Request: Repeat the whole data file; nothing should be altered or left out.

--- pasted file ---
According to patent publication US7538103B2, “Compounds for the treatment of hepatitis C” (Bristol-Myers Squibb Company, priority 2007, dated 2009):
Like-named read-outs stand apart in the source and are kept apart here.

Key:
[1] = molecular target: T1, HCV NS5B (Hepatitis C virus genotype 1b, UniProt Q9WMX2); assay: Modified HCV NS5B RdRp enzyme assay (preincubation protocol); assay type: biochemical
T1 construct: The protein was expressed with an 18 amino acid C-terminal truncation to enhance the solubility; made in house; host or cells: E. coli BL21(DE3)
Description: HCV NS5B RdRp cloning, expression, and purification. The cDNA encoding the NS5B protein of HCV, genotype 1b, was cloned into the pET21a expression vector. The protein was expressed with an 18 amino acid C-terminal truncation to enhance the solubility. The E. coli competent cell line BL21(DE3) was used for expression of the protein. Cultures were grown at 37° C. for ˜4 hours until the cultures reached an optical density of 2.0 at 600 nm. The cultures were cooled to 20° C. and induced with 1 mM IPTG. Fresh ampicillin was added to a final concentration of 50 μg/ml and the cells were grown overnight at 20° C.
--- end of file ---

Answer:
According to patent publication US7538103B2, “Compounds for the treatment of hepatitis C” (Bristol-Myers Squibb Company, priority 2007, dated 2009):
Like-named read-outs stand apart in the source and are kept apart here.

Key:
[1] = molecular target: T1, HCV NS5B (Hepatitis C virus genotype 1b, UniProt Q9WMX2); assay: Modified HCV NS5B RdRp enzyme assay (preincubation protocol); assay type: biochemical
T1 construct: The protein was expressed with an 18 amino acid C-terminal truncation to enhance the solubility; made in house; host or cells: E. coli BL21(DE3)
Description: HCV NS5B RdRp cloning, expression, and purification. The cDNA encoding the NS5B protein of HCV, genotype 1b, was cloned into the pET21a expression vector. The protein was expressed with an 18 amino acid C-terminal truncation to enhance the solubility. The E. coli competent cell line BL21(DE3) was used for expression of the protein. Cultures were grown at 37° C. for ˜4 hours until the cultures reached an optical density of 2.0 at 600 nm. The cultures were cooled to 20° C. and induced with 1 mM IPTG. Fresh ampicillin was added to a final concentration of 50 μg/ml and the cells were grown overnight at 20° C.